Deli meat is everyone’s favorite food item. It is delicious, easy to prepare and widely available in the supermarket, grocery stores, or your local delis.
As you might have known, deli meat – also widely known as lunch meat, cold cuts, cooked meats – refers to cured or processed meat served on its own or used for cooking or sandwiches fillings.
Unfortunately, deli meat only lasts for a few days after opening. If you often race with time to finish a pack of cold cuts or salami, you might be wondering whether you can freeze deli meat.
No worries, in this article, we discuss the nitty-gritty of freezing and thawing deli meat and other related questions. Are you ready to take notes? Read on!
The Best Ways to Freeze Lunch Meat
Deli meat comes in a diverse variety of products prepared from beef, pork, turkey, and chicken. Generally, we can group them into cured and cooked meats.
Some of the most common deli meats include sliced roast beef, ham, pastrami, salami, cold cuts, prosciutto, etc. Whether you have leftovers or unopened packs, rest assured that you can always freeze them!
Freezing unopened packs of deli meat
If you have a few extra packs of deli meat, those are the easiest to handle! Unless you plan to use them within a couple of weeks, you can always freeze them as is.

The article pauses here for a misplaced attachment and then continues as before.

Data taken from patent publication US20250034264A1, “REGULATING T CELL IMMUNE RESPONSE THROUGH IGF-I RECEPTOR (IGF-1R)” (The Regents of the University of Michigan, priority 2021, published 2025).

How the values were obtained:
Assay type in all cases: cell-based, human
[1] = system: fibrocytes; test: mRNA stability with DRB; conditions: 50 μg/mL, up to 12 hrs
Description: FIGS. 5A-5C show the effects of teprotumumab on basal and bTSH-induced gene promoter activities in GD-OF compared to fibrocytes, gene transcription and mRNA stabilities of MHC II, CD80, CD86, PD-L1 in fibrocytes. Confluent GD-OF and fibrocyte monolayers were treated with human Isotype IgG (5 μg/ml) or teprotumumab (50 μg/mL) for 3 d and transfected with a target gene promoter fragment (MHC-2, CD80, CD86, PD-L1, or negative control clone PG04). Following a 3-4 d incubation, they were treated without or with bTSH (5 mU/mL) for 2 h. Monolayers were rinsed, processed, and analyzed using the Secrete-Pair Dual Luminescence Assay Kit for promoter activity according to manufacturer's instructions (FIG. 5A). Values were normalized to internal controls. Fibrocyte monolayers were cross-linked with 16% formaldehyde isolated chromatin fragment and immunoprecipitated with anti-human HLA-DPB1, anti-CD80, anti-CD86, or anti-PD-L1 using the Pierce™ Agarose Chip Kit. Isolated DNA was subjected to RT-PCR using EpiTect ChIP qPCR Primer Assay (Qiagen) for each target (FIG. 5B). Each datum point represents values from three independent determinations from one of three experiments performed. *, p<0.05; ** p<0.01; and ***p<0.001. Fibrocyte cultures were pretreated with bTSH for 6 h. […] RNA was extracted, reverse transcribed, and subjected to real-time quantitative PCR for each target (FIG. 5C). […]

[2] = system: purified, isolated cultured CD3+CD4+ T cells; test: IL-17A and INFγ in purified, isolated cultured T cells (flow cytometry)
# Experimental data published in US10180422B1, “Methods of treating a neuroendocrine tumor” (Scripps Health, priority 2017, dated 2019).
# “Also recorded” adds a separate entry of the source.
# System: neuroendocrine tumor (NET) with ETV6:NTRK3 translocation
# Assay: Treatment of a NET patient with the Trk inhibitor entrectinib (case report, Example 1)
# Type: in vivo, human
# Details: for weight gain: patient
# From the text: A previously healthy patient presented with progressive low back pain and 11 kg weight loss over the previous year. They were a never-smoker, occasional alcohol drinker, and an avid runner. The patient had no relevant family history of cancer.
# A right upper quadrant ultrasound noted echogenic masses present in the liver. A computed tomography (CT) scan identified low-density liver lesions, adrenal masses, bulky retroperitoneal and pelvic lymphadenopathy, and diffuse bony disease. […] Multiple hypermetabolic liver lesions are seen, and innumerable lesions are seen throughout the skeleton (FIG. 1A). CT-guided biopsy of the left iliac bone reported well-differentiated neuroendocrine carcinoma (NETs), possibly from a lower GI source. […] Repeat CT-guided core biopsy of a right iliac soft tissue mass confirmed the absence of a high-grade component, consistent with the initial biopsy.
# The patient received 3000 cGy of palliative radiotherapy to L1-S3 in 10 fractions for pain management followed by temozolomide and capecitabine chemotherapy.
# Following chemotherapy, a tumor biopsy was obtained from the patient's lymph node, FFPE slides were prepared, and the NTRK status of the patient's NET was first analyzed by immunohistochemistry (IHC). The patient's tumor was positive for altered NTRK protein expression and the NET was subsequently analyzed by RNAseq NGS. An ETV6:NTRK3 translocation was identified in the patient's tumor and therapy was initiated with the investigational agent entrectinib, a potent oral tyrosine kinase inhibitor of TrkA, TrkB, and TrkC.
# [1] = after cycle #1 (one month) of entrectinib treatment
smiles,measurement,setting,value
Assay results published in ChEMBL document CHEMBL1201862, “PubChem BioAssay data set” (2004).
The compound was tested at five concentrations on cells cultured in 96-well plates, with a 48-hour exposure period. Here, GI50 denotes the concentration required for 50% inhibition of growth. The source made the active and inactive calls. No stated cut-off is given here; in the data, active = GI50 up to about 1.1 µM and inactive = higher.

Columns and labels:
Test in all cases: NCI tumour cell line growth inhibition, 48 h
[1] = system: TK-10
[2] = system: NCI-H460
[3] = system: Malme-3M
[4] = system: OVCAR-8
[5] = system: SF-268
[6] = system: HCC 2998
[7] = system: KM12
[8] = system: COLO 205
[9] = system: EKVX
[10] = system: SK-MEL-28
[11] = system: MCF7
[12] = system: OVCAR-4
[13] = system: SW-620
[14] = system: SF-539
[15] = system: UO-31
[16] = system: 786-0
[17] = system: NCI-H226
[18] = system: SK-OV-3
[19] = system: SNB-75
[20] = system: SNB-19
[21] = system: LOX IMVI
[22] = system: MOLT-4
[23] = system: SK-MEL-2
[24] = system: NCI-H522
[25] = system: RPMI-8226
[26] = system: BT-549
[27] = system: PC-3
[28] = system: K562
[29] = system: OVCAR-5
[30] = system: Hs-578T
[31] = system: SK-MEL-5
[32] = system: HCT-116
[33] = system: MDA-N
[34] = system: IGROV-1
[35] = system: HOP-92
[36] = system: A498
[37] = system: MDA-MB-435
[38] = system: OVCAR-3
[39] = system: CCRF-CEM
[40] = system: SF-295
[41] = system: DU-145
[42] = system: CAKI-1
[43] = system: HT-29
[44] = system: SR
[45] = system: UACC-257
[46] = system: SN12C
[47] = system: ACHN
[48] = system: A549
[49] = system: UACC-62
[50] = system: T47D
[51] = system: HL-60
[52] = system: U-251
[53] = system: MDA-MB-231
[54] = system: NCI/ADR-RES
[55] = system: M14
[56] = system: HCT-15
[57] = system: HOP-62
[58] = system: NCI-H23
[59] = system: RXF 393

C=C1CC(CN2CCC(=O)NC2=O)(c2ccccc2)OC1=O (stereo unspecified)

For extra protection from freezer burn, you can place the meat in a freezer bag or wrap it in a plastic wrap or aluminum foil. Toss the meat in the freezer. That’s it, easy peasy!
Freezing sliced or leftover deli meat
If you buy sliced meat from your local deli or maybe you have leftovers, you can also freeze them. Make sure you wrap them properly and follow the steps below.
- Lay individual slices in a wax paper. Alternatively, place several pieces of meat in a container, if you know the portion you usually use
- Place the meat in a container or freezer bag and seal tightly
- Squeeze as much air as possible from the plastic bag
- Label the container with the name of the product, amount, and freezing date or use-by date.
- Place it in the freezer
How to Defrost Frozen Deli Meat
As a rule of thumb, you should never defrost frozen meat or other perishable foods at room temperature. Thus, thawing the meat in the garage, kitchen counter, or basement is generally not recommended. In this condition, bacteria can grow and multiply, which will spoil and make the meat unsafe to eat.
You can safely thaw frozen meat in the refrigerator, in a cold water bath, or in the microwave. Here is how you should do it.
- Thawing in the refrigerator
Refrigerator thawing is considered as the safest method but can be pretty lengthy. The benefit of defrosting in the refrigerator is you can refreeze the meat without cooking it.
Depending on the size of the meat, thawing can take hours or more. So, make sure you plan it ahead of time. You can simply transfer the frozen meat from the freezer to the refrigerator before you go to bed. It should be ready to use the next day.
- In a cold water bath
If you’re a little short in time, try this method. Immerse a pack of frozen meat in a bowl of cold water. Make sure the container is tightly sealed and doesn’t leak. Change the water every 30 minutes until the meat is thoroughly thawed.